IaC (Infrastructure-As-Code) is a widely accepted and industry-standard best practice because it treats infrastructure as code making it repeatable and immutable and setup as a software development project.
Instead of manually configuring servers, databases, networks, and other infrastructure components, you write code to define and manage these elements, and this code can be version-controlled, tested, shared, and reused, just like any other software code.
Adopting IaC allows for the automation of infrastructure deployment, which significantly reduces the risk of human error and increases efficiency.
It also promotes consistency and predictability across environments since the infrastructure is defined by code, which can be executed in the same way every time.
Terraform is one of the most widely used IaC tools adopted by most organizations due to its simple to use language format, and ability to use modules with large community support, and being cloud agnostic making it a very powerful tool for all development organizations.
Most infrastructure as code projects follow this path.
- Create a base module and deploy it.
- Further changes are made to local and checked with terraform plan.
- Once the developer is comfortable with the changes, those are applied via a terraform apply.
Now translate that to a large organizational structure. There can be multiple developers working on a single project and change management control must be in-place.
Most companies have a source control software in place (GitHub; GitLab or Bitbucket etc) and use the automation tools to create change workflows, for example:
- Changes are created and pushed to a separate branch.
- Peer review is created, and changes approved.
- Changes are applied via “terraform apply” and the branch is merged into main.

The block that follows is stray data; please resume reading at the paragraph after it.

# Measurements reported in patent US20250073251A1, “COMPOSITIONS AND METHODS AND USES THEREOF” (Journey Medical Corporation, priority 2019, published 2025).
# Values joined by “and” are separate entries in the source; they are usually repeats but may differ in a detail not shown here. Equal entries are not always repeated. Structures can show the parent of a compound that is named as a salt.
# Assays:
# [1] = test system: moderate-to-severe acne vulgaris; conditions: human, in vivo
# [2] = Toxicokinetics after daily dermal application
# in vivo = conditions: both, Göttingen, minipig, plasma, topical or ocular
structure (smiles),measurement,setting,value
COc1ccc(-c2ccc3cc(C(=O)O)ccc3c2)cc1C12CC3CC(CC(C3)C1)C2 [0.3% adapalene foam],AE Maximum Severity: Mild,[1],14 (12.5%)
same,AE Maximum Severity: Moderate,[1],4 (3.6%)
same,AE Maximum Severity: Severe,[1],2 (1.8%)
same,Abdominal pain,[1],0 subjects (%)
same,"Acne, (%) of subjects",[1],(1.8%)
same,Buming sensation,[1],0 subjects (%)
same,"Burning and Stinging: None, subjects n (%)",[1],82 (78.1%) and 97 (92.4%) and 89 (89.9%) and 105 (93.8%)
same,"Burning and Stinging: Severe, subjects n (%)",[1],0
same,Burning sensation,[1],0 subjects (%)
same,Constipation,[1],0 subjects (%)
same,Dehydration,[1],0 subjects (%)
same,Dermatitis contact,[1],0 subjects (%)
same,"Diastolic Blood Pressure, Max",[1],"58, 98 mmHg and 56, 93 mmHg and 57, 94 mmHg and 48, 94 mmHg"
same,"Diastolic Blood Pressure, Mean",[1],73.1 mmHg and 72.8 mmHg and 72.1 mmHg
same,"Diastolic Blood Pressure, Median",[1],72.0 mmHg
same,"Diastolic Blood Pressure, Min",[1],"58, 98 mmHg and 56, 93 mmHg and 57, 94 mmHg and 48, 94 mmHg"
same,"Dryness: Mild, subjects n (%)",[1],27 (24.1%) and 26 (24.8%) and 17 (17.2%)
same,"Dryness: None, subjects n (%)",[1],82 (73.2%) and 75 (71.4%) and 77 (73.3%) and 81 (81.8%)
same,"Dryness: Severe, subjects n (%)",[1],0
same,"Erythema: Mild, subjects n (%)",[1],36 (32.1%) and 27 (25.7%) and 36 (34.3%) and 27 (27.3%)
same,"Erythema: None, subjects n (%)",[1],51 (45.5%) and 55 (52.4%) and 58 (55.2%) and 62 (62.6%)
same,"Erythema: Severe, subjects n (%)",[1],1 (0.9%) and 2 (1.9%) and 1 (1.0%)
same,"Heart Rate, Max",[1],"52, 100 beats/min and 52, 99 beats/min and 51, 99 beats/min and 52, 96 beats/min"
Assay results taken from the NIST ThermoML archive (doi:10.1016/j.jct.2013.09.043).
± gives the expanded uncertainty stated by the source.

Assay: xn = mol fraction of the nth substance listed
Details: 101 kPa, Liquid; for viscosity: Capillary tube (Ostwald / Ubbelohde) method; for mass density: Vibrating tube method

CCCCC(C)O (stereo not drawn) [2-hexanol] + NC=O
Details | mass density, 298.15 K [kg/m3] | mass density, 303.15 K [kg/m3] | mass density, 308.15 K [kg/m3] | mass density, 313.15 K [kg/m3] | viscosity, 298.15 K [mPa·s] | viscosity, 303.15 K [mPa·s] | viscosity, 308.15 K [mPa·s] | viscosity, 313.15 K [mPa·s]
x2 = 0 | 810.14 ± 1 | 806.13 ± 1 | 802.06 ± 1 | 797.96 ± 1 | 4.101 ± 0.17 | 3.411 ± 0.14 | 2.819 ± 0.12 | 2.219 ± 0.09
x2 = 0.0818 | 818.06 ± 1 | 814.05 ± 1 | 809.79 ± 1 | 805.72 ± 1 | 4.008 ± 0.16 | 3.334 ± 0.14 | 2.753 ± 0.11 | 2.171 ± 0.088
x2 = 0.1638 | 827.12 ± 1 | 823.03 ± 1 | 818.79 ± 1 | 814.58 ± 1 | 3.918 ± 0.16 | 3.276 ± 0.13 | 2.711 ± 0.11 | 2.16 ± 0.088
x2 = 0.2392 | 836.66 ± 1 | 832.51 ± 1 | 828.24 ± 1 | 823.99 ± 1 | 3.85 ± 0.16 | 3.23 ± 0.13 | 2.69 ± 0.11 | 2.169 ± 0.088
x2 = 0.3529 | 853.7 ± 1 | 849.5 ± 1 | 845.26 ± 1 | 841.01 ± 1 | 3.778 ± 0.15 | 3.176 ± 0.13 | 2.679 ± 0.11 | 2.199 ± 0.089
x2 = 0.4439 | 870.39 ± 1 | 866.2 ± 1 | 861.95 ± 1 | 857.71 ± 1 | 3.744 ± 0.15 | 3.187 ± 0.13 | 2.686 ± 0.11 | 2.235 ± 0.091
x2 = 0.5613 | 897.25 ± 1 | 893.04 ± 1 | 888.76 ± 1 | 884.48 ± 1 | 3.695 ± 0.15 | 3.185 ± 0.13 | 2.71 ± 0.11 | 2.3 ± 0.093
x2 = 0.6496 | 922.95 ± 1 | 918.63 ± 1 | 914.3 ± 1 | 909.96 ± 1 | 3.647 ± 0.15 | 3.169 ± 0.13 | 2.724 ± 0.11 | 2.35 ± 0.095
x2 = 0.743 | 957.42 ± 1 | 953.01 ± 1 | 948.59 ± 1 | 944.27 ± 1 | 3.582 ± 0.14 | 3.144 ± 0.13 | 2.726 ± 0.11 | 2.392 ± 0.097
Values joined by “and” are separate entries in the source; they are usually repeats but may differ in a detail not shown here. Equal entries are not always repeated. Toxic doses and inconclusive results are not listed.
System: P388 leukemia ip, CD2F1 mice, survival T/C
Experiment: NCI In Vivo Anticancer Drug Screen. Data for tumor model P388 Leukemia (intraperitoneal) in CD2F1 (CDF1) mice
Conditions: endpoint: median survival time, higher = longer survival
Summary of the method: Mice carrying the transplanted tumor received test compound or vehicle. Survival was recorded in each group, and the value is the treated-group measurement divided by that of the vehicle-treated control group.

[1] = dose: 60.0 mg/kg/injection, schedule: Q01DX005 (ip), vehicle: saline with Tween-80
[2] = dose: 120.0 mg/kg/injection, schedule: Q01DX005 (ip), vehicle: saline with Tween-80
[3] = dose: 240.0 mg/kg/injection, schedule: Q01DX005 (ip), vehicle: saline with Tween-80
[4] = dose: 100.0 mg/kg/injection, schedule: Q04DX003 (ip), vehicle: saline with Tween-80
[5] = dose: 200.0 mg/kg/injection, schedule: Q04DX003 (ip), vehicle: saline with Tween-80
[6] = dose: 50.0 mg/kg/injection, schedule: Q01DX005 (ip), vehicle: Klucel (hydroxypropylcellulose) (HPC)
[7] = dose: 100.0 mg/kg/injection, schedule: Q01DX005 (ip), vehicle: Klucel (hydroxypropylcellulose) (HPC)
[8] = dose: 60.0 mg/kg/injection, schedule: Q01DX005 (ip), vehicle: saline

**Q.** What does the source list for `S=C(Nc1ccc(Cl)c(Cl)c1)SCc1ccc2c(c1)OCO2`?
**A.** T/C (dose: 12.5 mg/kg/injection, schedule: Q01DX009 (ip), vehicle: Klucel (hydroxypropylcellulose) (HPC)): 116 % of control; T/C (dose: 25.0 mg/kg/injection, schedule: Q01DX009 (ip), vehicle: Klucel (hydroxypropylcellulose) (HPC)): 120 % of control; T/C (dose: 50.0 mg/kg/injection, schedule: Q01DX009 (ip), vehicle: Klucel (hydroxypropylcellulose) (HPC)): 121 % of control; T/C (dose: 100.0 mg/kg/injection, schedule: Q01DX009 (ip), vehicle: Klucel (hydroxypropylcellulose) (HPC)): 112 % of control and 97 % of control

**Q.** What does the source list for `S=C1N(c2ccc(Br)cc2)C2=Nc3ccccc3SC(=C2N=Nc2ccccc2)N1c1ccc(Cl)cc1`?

While the above does seem like an improvement, it has multiple avenues which can be optimized.
- Even if source control is being used, the actual apply is still being done locally. This poses issues if the apply fails midway and the branch is still merged. Or if someone forgets to apply the changes after the branch is approved, this results in different terraform states between whats actually deployed and what is set in the main branch.
- Terraform change sets can be massive for even a slight change. A simple change in the AMI ID can cause a whole host of changes in the infrastructure. Such changes are not easy to review in a simple merge request, developers require a terraform plan to be present to easily understand what is going to change to improve there ability to review and accept the changes.
- Long surviving branches, if developer A “branches-out” from main and applyes changes without merging to main another developer (developer B) can merge changes that will override settings, this will cause your infrastructure to be in a dangerous inconsistent state.
Atlantis enhances Terraform by providing a unified, collaborative workflow for infrastructure projects.
- It integrates with version control systems, and automates multiple Terraform workflows concurrently.
- Locks infrastructure state to prevent conflicts.
- Through these capabilities, Atlantis streamlines Terraform operations, increasing efficiency and safety for teams working at scale.
Imagine the usecase described above, but now instead of just reviewing a change list in the new commit, a reviewer has the ability to comment atlantis plan and get the terraform plan directly in the pull request comments. The use has the ability now to fully understand what infrastructure changes are taking place, giving much greater confidence in the ability to review and accept changes.
And that is not all. But typing “Atlantis Apply”, the reviewer can directly apply the changes to the main branch and merge the branch.
How Atlantis for terraform accomplish this?